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Email newsletters, as you likely know, are virtual communications you can send out to an audience of subscribers to inform them of important news and updates. Examples of what you might include in your website or company newsletter are:
- Your latest blog post
- Sales information
- New product/service release
- Helpful tips or best practices
Your email newsletter strategy determines which content you send to your newsletter audience, how they subscribe, and whether you achieve the desired results.
The strategy you employ with your email newsletter will depend on the nature of your website and your goals.
If you’re a blogger, for instance, you probably want your subscribers to receive an email prompting them to read each new blog post you publish. Your goal is to increase readership and engagement.
If you’re a small-business owner, your might want to let your subscribers know about sales, new offerings, or other special promotions. The goal here is to drive sales while minimizing advertising costs.
Start by defining what you want to happen (goals), and then plan how to reach them (strategy).
1. Know the legal rules
Many countries — including the U.S. — have email newsletter laws/guidelines you need to comply with. These aren’t too scary. They’re basically designed to prevent companies from buying email lists and filling people’s inboxes with unsolicited spam emails or advertisements they can’t opt out of receiving.
Campaign Monitor provides an excellent overview of current U.S. laws and guidelines regarding email newsletters.
2. Simplify the subscribing process
First of all, you’ll want to make it easy for people to subscribe to your newsletter. Ensure your email subscribe forms are prominently positioned in your blog’s sidebar, at the end of blog articles, or even consider using pop-up subscribe forms.
3. Spice up your newsletter with branding
Don’t be dry and boring. Brand your newsletter.
For instance, if you have a recipe or cooking blog, your call to action to subscribe to your newsletter might be something like this: “Get our latest and greatest recipes delivered fresh to your inbox.”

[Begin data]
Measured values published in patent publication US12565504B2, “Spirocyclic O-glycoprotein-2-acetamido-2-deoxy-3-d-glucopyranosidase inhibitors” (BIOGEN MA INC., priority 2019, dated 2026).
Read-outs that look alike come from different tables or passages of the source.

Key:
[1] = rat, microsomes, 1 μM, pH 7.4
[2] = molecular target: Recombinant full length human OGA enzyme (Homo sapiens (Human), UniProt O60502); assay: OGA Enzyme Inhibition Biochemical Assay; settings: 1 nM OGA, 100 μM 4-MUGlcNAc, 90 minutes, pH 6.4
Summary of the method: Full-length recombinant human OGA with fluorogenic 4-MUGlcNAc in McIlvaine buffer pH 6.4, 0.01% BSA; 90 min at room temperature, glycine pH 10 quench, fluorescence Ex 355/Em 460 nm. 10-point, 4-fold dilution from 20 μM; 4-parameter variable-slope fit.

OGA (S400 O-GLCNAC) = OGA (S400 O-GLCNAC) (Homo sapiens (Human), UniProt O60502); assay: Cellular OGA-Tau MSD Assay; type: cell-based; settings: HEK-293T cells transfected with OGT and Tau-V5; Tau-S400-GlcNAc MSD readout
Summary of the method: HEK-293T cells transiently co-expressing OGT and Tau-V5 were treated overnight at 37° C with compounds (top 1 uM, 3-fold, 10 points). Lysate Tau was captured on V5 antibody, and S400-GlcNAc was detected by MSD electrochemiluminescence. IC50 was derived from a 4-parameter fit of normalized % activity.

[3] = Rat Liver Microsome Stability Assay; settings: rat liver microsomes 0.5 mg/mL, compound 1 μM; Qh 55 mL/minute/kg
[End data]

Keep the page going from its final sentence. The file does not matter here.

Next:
If you have a hot sauce business, it might be this: “Sign up to be the first to know about smoking hot sales, cooking tips, and delicious new sauces.”
4. Provide value, not spam
People who subscribe to your newsletter are going to want to get what they signed up for, not a bunch of unsolicited spam. Make sure you’re only sending out the valuable information they asked to receive, whether that’s a link to your newest blog post or a 20% off coupon.
5. Measure (and improve) your outcomes
The service you use to send your email newsletters should provide helpful metrics to measure the performance of your email marketing campaigns. Is your email list growing? What are your open rates, click-through rates, and unsubscribe rates?
OptinMonster provides a useful list of metrics you should monitor to measure the effectiveness of your email newsletter campaigns.
If you have a WordPress.com website, it’s very easy to implement your email newsletter strategy. With just a few clicks, you can add follow buttons in your site’s sidebar or footer area. Or, you can embed follow blog forms into any page or post on your site.
WordPress.com also makes it easy for your subscribers to choose their email frequency, receiving either daily or weekly digests of your new posts. If you’re new to WordPress.com or are currently preparing your newsletter campaign, be sure to read this article on subscriptions and newsletters.
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